Naughty children before COVID 19
I have worked at both a primary and high school and most “naughty” children seem to have one thing in common. The relationship between the child and parent seems to be weak or non-existent.
Parents nowadays are working extremely hard and for long hours just to make ends meet at the end of the month. Parents want to give their children the best possible future. They want to put their child in the best school and provide them with various opportunities, since they are hoping that this will make them happy. However, it is just this dream that often times lead to our children’s unhappiness.
When children are younger they look towards their parents for comfort and guidance. Therefore a secure attachment needs to be formed to ensure the optimal development of a child. As they grow older, their peers become more important and parents tend to exist in the background. There is nothing wrong with an adolescent looking towards their peers for advice and support, but the important character should always be a parent who is right there to catch them when they fall. Adolescents are known for their risk taking behaviour but still like to feel safe with a parent keeping an eye on them from a safe distance.
It is important for you as a parent to spend quality time with your child. We often rush in the mornings to get to school, the kids are at school the entire day, then they have sports and thereafter we rush home to make dinner and get them to bed. When do we really just sit and listen to how our child’s day was? Quality time does not have to involve money. It could be to read a book, lay under the stars, walk in the park or even just drinking tea or coffee at home.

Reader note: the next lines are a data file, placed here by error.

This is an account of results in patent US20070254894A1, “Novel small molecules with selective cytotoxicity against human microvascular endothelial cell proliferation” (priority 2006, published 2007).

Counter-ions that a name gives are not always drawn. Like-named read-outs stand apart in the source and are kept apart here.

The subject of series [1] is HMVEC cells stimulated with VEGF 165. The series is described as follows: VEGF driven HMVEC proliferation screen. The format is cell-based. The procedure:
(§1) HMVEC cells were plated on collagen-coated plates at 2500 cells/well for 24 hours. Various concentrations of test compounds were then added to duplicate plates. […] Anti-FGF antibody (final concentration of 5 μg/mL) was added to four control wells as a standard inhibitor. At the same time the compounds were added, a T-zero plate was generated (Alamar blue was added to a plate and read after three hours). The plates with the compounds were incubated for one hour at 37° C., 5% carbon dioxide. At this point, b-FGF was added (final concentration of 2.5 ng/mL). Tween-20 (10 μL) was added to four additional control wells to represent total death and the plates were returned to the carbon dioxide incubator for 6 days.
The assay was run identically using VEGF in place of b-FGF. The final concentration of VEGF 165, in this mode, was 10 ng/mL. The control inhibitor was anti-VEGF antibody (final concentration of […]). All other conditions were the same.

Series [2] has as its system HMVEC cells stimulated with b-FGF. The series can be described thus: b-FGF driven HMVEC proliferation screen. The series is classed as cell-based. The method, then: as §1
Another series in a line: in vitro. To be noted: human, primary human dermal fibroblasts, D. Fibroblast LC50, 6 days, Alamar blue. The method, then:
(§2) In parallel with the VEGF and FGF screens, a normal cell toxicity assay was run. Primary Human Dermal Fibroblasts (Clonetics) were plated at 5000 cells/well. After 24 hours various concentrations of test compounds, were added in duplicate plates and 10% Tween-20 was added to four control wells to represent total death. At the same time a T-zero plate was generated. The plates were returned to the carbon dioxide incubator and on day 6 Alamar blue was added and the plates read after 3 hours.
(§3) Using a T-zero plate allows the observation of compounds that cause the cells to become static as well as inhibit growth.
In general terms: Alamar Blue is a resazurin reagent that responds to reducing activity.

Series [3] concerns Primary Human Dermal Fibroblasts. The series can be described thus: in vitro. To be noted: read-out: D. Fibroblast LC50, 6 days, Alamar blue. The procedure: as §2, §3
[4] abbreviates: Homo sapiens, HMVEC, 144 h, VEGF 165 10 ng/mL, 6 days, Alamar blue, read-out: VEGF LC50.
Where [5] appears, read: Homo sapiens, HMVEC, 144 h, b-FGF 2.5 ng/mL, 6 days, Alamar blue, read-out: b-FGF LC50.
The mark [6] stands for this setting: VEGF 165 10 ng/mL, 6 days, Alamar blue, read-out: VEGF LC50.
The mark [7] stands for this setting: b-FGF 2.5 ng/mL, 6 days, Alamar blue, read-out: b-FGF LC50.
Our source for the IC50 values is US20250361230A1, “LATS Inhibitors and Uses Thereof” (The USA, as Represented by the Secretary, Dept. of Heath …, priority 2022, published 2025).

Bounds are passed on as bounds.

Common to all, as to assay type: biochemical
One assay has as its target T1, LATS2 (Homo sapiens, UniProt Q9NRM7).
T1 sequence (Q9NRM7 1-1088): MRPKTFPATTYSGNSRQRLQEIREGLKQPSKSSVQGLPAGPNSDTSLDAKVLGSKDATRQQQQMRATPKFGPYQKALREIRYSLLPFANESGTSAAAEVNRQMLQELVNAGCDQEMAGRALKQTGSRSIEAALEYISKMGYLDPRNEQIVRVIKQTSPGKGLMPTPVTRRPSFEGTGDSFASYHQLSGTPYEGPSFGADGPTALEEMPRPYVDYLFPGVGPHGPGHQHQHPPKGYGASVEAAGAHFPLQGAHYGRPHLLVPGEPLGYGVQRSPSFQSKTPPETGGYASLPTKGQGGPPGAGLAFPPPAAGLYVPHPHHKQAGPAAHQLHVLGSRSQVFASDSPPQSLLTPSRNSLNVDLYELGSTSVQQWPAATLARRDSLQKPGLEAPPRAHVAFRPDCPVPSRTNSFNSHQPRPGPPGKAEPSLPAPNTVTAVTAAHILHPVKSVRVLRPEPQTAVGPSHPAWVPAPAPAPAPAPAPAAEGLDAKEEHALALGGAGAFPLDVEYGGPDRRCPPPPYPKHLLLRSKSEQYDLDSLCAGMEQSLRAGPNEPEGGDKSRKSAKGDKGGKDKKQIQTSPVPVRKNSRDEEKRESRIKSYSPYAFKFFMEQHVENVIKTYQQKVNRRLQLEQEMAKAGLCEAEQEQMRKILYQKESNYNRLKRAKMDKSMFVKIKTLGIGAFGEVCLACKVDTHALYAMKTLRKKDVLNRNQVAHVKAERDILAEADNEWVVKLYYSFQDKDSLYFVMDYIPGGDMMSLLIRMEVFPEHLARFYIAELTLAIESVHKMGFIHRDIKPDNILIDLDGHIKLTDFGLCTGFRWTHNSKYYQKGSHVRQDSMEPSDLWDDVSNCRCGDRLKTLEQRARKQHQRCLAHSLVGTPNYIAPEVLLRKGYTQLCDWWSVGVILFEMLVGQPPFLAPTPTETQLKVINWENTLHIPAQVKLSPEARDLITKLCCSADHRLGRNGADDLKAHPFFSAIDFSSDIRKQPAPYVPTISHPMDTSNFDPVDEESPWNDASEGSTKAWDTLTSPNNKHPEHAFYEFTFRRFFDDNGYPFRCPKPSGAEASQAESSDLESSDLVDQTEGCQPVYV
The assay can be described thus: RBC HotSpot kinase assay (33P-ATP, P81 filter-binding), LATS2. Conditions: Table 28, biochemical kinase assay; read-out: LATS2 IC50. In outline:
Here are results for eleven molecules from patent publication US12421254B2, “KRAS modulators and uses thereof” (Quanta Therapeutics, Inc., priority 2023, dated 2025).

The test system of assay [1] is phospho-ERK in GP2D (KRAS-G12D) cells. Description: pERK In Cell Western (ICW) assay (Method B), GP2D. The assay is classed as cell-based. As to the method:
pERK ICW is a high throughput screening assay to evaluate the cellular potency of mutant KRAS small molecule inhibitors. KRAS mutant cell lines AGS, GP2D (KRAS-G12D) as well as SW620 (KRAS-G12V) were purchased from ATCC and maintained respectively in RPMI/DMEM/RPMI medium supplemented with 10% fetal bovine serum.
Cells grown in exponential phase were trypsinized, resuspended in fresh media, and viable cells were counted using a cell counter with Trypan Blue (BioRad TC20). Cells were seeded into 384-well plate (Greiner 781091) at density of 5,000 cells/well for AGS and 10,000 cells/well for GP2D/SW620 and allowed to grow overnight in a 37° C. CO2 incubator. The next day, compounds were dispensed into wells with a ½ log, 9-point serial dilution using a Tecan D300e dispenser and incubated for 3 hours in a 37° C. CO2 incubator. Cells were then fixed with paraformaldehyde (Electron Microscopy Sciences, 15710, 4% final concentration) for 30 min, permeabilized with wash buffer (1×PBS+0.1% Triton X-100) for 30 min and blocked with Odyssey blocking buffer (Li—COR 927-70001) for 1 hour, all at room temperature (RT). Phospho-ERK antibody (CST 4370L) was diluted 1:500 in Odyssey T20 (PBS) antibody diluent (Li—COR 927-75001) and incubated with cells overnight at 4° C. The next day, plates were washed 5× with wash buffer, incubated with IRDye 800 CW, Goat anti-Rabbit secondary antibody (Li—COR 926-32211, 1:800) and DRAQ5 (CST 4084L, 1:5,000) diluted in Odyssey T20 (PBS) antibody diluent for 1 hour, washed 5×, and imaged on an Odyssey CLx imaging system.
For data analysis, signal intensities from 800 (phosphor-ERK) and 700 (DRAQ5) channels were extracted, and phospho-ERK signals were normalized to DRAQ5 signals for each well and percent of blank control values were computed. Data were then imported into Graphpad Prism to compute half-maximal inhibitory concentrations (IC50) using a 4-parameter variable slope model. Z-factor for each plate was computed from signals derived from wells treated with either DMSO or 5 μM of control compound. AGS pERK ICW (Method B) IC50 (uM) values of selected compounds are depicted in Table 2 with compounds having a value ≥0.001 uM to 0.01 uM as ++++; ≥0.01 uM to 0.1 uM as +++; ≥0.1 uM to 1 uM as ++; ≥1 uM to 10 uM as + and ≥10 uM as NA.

By building a good trusting relationship with your child, your child is more likely to tell you when something is bothering them and you will be more inclined to identify behaviours that are out of the ordinary for your child. Noticing the small changes could show your child that you care. Being an absent parent who is always working might increase their chances of going to university, but most children would prefer a relationship with their parent.